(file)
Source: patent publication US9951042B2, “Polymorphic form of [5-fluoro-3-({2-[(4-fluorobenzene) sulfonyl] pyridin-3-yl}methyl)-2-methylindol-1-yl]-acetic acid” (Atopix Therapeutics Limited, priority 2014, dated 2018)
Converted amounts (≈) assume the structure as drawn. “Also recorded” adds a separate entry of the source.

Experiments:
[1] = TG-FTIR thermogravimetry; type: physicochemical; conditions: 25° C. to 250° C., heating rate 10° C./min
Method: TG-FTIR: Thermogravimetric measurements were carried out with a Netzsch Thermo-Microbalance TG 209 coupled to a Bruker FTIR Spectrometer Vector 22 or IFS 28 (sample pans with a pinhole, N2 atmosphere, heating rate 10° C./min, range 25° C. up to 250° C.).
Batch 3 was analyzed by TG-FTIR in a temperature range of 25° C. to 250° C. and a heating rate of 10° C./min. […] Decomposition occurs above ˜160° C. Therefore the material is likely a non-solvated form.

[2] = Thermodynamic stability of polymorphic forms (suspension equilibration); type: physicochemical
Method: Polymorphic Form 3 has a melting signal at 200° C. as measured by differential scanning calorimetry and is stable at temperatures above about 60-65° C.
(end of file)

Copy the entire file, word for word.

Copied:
Source: patent publication US9951042B2, “Polymorphic form of [5-fluoro-3-({2-[(4-fluorobenzene) sulfonyl] pyridin-3-yl}methyl)-2-methylindol-1-yl]-acetic acid” (Atopix Therapeutics Limited, priority 2014, dated 2018)
Converted amounts (≈) assume the structure as drawn. “Also recorded” adds a separate entry of the source.

Experiments:
[1] = TG-FTIR thermogravimetry; type: physicochemical; conditions: 25° C. to 250° C., heating rate 10° C./min
Method: TG-FTIR: Thermogravimetric measurements were carried out with a Netzsch Thermo-Microbalance TG 209 coupled to a Bruker FTIR Spectrometer Vector 22 or IFS 28 (sample pans with a pinhole, N2 atmosphere, heating rate 10° C./min, range 25° C. up to 250° C.).
Batch 3 was analyzed by TG-FTIR in a temperature range of 25° C. to 250° C. and a heating rate of 10° C./min. […] Decomposition occurs above ˜160° C. Therefore the material is likely a non-solvated form.

[2] = Thermodynamic stability of polymorphic forms (suspension equilibration); type: physicochemical
Method: Polymorphic Form 3 has a melting signal at 200° C. as measured by differential scanning calorimetry and is stable at temperatures above about 60-65° C.